The NCAA announced that the men’s regional basketball tournament, to be held at the Arena next Thursday and Saturday, will be played, but that fans won’t be allowed to attend, only players, coaches, selected family members and other essential personnel. Fans who bought their tickets for that c an get refunds through their ticket outlets.
“This is, and I can’t say this enough, this is a developing situation. We expect additional information and updates over the next couple of days," Woodward said.
We are scheduled to interview the mayor this afternoon [Thursday]. We plan to produce a special Inland Journal podcast to be posted tomorrow morning. You can find it at the Spokane Public Radio website, or subscribe to the podcast at NPR One, Google Play or Apple podcasts.
Elections workers continue to count ballots for Tuesday’s Democratic presidential primaries in Washington and Idaho. In Washington, Vermont Senator Bernie Sanders held a very small lead after the first night of counting, but Joe Biden has since moved ahead and now he has the edge by a percentage point or so. Biden leads by six points in Idaho’s inaugural presidential primary.
The primary season continues next Tuesday in Arizona, Florida, Illinois and Ohio.
Candace Mumm: “What’s going to happen is, in coming weeks, Florida could be very important," said Spokane City Councilwoman Candace Mumm, who is a super delegate for Washington Democrats. She spoke to us on Election Night.
Candace Mumm: “The populated areas are definitely, eastern Washington, going more vfor Biden. It was fascinating to see the early results showing Sanders in some of the outlying counties, so I’m going to be very interested in what that map is going to look like. It looks like a checkerboard, honestly. I think it’s going to be very close in several of these communities. I think it will also be interesting to see the numbers of women who turn out to vote. The early numbers are showing, because people are declaring what party they are in, I noticed that, in Spokane County, that there were definitely more female Democrats that were declaring Democratic affiliation, moreso than men. I think that’s an interesting story, not just in Spokane, but across the state. With the vote looking very close, we are now seeing that the pledged delegates, at least going in, will likely have to be split up. That puts it again in question as to whether we’ll have a real front runner in Milwaukee.”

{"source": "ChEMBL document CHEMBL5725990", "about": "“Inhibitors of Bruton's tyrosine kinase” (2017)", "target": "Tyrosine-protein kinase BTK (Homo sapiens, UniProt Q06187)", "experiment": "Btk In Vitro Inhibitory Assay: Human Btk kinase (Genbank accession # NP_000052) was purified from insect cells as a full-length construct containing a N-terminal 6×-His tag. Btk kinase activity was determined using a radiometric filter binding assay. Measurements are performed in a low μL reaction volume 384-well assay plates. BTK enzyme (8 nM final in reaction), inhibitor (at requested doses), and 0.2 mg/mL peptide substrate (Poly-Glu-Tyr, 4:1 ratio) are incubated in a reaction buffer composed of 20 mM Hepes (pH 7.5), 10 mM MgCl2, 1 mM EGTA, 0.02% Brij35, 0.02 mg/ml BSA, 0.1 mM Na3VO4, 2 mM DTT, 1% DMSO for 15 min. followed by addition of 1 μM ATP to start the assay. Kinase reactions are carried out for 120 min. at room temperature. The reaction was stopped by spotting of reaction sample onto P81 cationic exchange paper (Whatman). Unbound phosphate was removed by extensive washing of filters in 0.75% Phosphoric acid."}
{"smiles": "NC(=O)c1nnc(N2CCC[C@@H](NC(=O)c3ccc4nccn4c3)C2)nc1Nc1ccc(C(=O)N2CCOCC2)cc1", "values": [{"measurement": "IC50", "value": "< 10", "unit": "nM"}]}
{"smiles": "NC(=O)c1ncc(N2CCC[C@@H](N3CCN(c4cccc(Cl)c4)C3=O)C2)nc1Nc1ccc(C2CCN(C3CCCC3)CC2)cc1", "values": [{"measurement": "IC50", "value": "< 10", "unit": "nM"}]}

Milwaukee is the site of the Democratic National Convention. As a Democratic super delegate, Mumm will be part of Washington’s delegation there. For whom she will cast her ballot may not be known for awhile.
Candace Mumm: “I’m given a seat from the Democratic Municipal Officials of America. I’m the vice president of that organization and we represent mayors and council members who lean Democratic. We have three seats and so I would wait to hear from my board and my membership, which comprises of cities of all sizes across the country and every state. Then we will talk to each other. We haven’t made a decision about whether we’re going to vote collectively or not. We’re watching what’s happening and, if there’s a contested convention, which I don’t think we’ve had for four decades, the last time we’ve had a contested convention was with Republicans. It was California Governor Reagan, who was up against then-President Ford and it was very fascinating. So we’ll watch that. I’ll go down. We don’t commit, at least from the Democratic Municipal Officials, until we’re actually at the convention. There will be other super delegates that are unpledged, such as our governor and other elected officials from around the state and congresspeople who will probably be there with me and we will be having lots of conversations probably before we leave for Milwaukee and in Milwaukee. Also, there’s 163 delegates that were pledged to other Democratic candidates. That’s a big number. It will be interesting to see how those go forward. Who will they we apportioned to? With a close race at this point, everything is in play.”